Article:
The Winds of Change at Old Dominion

Posted on Posted in Anheuser-Busch, Old Dominion

My desire to comment at greater length on the recent purchase of the Old Dominion Brewing Company by Coastal Brewing, a partnership of A-B and the Fordham Brewing Company, is the real reason I started this Notebook. I’ve had a number of conversations over the last few months about Old Dominion’s future as various deals have come and gone. I’m writing about A-B’s efforts in the better beer segment and its effects on craft brewers in an upcoming issue of BeerAdvocate Magazine, where I write the Defending Beer column. But I wanted to expand on the Old Dominion matter specifically.

The situation at Old Dominion is a complicated one. Old Dominion is a ‘sick brand’ as they say in the industry. The brewery’s production has languished in recent years despite record sales in the craft beer industry. The brewery has barely grown in the last five years and in 2006, Old Dominion’s beer sales were down more than 15-percent, with only contracted brands, such as Tupper’s and New River, enjoying growth.

odb.jpg The situation would hardly be surprising if the beer was bad, but Old Dominion has long made a range of well-respected beers. One clear problem has been the omnipresent lack of leadership at the brewery. As early as 2001, Old Dominion’s principal owner, Jerry Bailey, made it known that the brewery was for sale. A number of craft industry players even received sales solicitation memos from Old Dominion. When no one matched his $15 million asking price, according to the Washington Post, Bailey removed Old Dominion from the market.

During the next few years, the brewery continued to plod along on its unsuccessful path. Despite little regional competition and a defined home market, Old Dominion failed to grow. Even in the last six months, the brewery’s beers are nearly impossible to find in places that you would expect to see them. On a recent beer trip to Charlottesville, I found only a single restaurant carrying the beer and it was in the bottle. Writing in the Washington Post in 2006, Fritz Hahn noted that Old Dominion was largely absent even from the Washington DC marketplace.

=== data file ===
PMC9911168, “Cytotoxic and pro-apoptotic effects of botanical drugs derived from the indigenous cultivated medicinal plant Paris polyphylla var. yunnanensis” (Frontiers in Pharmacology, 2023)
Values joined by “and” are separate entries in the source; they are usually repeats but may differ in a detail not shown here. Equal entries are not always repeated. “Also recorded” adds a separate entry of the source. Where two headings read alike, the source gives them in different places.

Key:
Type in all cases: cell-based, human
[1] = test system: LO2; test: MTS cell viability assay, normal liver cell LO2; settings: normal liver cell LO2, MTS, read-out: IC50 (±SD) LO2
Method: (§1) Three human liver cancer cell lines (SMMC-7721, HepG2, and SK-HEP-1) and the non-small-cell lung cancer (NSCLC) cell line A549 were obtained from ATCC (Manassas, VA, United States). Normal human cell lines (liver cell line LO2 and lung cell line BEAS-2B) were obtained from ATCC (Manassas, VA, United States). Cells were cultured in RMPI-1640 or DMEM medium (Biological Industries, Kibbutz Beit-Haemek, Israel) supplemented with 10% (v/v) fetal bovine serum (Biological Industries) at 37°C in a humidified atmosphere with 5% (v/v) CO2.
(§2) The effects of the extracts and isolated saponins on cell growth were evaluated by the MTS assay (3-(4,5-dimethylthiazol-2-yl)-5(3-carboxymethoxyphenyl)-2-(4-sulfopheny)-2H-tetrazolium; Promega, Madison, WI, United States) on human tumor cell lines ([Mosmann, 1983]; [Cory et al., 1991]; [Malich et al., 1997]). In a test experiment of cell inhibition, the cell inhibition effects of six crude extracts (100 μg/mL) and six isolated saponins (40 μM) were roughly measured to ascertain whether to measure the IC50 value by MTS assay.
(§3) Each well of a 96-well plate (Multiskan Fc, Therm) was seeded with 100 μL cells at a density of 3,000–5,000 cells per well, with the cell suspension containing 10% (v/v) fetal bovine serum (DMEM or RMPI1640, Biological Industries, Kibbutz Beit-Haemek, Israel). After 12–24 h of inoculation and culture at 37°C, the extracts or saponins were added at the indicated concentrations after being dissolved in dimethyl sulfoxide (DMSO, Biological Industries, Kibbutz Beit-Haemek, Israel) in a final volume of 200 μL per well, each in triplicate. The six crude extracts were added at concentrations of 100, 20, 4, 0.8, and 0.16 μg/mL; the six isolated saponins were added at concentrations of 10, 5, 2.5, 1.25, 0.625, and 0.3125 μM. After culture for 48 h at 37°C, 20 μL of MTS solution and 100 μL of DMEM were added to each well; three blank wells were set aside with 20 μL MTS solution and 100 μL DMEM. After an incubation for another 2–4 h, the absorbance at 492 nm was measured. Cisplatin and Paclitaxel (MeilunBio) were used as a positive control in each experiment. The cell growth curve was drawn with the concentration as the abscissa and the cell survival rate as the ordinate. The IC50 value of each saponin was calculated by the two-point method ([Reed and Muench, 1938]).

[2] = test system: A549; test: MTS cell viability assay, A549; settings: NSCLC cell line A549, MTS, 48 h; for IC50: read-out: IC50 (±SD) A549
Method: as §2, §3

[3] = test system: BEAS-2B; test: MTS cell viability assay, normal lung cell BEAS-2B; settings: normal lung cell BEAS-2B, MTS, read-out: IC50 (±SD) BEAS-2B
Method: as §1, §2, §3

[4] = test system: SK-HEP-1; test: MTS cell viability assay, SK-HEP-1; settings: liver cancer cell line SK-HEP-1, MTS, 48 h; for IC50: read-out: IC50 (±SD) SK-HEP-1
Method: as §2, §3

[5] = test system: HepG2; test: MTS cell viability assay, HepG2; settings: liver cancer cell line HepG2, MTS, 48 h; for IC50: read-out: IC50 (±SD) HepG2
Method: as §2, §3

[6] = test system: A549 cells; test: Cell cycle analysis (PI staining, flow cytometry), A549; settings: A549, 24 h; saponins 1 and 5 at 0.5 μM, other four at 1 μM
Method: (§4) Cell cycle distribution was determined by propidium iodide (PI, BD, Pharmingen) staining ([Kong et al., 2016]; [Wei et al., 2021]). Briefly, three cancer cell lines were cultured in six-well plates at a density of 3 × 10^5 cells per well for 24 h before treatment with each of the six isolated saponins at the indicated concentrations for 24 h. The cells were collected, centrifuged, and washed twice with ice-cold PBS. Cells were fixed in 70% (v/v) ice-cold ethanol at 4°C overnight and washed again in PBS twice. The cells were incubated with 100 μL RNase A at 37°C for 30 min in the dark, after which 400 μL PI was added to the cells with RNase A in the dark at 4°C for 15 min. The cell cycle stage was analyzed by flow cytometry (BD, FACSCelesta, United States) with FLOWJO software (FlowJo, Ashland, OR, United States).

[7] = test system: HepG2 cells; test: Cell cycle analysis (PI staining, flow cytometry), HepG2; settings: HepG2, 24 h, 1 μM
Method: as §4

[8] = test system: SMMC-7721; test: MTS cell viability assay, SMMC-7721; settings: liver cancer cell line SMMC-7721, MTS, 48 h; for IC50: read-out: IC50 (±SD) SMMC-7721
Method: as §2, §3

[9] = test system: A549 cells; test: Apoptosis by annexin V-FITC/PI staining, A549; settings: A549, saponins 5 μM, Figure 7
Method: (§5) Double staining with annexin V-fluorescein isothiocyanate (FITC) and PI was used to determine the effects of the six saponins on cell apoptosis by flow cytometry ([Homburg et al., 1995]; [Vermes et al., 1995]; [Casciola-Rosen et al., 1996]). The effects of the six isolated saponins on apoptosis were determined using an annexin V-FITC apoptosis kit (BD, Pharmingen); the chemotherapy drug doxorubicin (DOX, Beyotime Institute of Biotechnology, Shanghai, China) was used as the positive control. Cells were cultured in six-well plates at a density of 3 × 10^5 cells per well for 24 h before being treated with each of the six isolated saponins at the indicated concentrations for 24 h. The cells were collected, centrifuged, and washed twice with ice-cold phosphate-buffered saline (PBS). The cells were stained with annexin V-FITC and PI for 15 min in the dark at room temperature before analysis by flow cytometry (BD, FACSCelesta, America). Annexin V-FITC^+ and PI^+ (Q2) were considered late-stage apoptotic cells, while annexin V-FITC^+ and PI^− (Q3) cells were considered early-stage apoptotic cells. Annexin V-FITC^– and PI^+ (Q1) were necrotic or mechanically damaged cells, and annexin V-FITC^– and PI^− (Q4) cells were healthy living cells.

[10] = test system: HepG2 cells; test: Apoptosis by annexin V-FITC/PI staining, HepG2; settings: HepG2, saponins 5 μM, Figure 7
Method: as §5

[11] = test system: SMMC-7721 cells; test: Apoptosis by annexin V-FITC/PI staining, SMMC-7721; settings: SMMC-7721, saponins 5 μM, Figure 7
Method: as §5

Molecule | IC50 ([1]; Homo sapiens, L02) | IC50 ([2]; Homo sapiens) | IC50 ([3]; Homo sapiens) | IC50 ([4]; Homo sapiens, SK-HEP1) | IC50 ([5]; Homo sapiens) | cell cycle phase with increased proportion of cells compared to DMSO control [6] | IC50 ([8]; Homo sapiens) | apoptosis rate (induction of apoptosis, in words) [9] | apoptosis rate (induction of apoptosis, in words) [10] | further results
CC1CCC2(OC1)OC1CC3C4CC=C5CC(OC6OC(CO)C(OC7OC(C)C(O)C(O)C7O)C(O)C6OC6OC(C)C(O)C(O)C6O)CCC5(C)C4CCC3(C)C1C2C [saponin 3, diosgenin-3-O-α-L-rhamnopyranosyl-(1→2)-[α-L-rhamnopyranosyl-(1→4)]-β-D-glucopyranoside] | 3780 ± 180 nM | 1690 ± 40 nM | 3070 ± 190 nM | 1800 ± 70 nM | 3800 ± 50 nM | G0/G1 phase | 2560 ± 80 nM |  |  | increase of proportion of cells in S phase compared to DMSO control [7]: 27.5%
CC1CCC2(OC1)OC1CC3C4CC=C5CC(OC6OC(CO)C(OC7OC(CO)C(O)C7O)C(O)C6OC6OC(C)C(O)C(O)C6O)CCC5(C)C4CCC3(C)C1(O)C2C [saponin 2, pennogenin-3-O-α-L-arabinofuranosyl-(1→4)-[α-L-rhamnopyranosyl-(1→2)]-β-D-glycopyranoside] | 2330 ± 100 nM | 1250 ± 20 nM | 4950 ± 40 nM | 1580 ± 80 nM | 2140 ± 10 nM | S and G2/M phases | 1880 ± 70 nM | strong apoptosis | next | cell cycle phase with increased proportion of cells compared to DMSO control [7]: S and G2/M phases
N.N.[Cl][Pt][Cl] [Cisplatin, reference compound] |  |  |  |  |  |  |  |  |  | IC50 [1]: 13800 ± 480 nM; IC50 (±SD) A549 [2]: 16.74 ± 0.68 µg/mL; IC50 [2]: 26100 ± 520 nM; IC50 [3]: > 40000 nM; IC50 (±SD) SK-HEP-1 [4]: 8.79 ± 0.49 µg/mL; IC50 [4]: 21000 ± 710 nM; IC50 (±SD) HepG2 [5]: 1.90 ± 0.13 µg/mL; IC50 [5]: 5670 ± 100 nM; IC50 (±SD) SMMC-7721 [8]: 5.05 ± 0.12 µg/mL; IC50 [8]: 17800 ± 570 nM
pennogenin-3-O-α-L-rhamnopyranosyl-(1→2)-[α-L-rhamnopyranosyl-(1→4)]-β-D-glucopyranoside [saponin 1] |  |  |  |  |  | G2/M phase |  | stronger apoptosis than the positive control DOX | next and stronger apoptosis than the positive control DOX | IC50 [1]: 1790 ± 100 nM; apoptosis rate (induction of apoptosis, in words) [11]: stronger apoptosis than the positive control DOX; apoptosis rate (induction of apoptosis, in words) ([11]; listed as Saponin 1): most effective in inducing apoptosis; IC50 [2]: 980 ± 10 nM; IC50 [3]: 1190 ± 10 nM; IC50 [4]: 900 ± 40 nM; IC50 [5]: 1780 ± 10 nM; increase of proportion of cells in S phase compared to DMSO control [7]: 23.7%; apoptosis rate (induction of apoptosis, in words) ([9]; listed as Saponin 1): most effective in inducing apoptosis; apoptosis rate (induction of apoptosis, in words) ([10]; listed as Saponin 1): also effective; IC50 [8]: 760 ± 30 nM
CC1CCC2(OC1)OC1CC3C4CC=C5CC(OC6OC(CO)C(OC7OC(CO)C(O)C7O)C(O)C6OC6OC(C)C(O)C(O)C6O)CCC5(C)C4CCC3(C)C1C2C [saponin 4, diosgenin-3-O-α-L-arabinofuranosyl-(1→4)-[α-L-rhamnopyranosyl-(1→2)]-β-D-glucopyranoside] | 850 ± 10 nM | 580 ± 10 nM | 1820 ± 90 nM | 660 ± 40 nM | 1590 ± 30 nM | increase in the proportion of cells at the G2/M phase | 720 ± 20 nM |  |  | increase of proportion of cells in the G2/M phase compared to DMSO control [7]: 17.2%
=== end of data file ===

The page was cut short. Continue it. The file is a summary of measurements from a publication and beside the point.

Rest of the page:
Problem is, the brewery’s distribution in Washington is often lacking. Outside of a few beer-centric bars that feature the deliciously smooth Oak Barrel Stout or high-octane Millennium Barleywine Ale, you’re lucky to find much beyond the aggressively hoppy Tuppers’ Hop Pocket Ale, the standard Dominion Ale or Dominion Lager, or maybe Victory Amber Lager. For the past decade, the easiest way to peruse the company’s offerings was to drive to Ashburn for dinner and drinks at the Old Dominion Brewpub, a sparsely decorated bar and dining room attached to the brewery.

Fast-forward to 2006. Shortly after the Goose Island deal made headlines, word leaked out that the Old Dominion Brewing Company of Virginia had finally found a buyer. What followed was two failed attempts by an employee, Terry Fife, to purchase the brewery with his partner, Kip Olson. During 2006, A-B was also poking around Old Dominion at the behest of its local distributors.

After the employee deals fell through, the Coastal Brewing partnership stepped in to negotiate a purchase with Jerry Bailey. In March 2007, the group confirmed the long-standing sale rumors. Coastal Brewing purchased Old Dominion for one-third of the original asking price, according to sources with knowledge of the terms of the sale. The A-B/Fordham partnership purchased Old Dominion for nearly $5 million, including an assumption of debt and moneys kept in escrow. Fordham, which runs the Ram’s Head pub chain, largely financed the deal, with A-B simply agreeing to cover the distribution angle. Under the partnership, A-B will own 49-percent of Old Dominion, with Fordham taking a 51-percent share.